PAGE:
Q: Who has felt the scorching heat of the Sun on their skin? Experienced the thirst for water at his very core? Gasped for oxygen in every breath, and hungered for victory deep down in their heart and soul?
A: My fellow Warriors in Tennis.
When we understand Tennis, we also learn the man on the other side of the netMy fellow tennis players are cut from similar cloth. Recreational Player, USTA league teammate or rival competitors - do they not sweat, bleed and struggle the same in competition? Both in victory and defeat. They pay the same tolls of training and feel the same glories of victory. Like Gladiators in the modern arena...who have traded swords for rackets...unified by our quest on the green rectangle.
A very zero-sum perspective and is exactly the wrong way to struggle if you want to survive. Because as the sweepstakes say: Many will enter, One will win. Immediate gratification doesn't work here.
Always Re-Defining: Self, Success and "Summits"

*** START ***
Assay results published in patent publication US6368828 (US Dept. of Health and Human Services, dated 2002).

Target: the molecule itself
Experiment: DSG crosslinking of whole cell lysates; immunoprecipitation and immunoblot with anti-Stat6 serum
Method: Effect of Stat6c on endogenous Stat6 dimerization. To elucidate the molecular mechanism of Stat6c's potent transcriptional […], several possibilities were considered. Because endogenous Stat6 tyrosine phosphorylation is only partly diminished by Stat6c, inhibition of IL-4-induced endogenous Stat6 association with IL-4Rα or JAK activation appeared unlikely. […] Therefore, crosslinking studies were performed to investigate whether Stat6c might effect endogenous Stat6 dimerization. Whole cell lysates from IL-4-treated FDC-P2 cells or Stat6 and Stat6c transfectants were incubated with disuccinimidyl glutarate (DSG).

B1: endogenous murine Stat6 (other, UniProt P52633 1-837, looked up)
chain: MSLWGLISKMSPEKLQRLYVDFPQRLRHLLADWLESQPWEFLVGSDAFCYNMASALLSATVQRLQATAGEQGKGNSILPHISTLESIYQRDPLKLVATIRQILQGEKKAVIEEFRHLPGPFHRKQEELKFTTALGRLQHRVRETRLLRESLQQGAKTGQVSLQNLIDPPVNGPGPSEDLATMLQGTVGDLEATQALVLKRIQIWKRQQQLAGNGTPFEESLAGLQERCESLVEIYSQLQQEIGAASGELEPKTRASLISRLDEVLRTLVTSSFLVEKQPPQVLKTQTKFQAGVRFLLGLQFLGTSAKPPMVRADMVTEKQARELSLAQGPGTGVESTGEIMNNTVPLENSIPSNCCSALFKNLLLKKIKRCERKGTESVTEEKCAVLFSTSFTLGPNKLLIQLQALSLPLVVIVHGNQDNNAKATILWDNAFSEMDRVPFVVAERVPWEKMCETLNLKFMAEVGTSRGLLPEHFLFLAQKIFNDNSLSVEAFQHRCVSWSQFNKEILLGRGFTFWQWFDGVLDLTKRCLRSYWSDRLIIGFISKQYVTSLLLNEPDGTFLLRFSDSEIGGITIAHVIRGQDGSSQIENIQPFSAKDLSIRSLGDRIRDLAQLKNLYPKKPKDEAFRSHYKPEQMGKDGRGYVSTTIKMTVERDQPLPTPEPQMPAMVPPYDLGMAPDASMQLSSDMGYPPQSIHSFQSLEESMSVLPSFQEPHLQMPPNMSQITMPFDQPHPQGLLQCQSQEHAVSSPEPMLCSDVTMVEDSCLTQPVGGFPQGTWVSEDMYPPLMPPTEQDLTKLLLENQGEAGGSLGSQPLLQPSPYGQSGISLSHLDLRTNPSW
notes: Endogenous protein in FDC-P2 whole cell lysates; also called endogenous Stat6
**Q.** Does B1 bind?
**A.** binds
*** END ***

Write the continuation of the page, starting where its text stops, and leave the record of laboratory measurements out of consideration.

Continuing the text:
Instead, we should seek Excellence. The improvement towards mini-goals over a very long stretch of time. Always climbing, always reaching, always advancing. Never stop, never retire, never stop re-inventing your game. You are defeated when you give in. No one but within yourself can you be made to feel a failure.
Photographers and Press: The Recorders of TimeEven without my direct credits or company copyrights directly listed on so many Tennis Wikipedia entries, I am most proud of my work that has not paid 1 cent in royalties.
Engraving into Tennis History
In just the Legg Mason 2006 tournament alone, I have created the image of many tennis stars bio page. Examples: Brad Gilbert (Wiki Picture), Tim Henman (Cropped Wiki Pic), Marat Safin (Wiki Pic).
Each of these "Web Encyclopedia" bio pages has thousands of viewers every day - some with millions of views over their lifetime!
It is a great honor to their "portrait painter". History and future tennis generations will look back and the image I have created will be there perhaps forever. That is a very rare and powerful privilege to be part of the history books.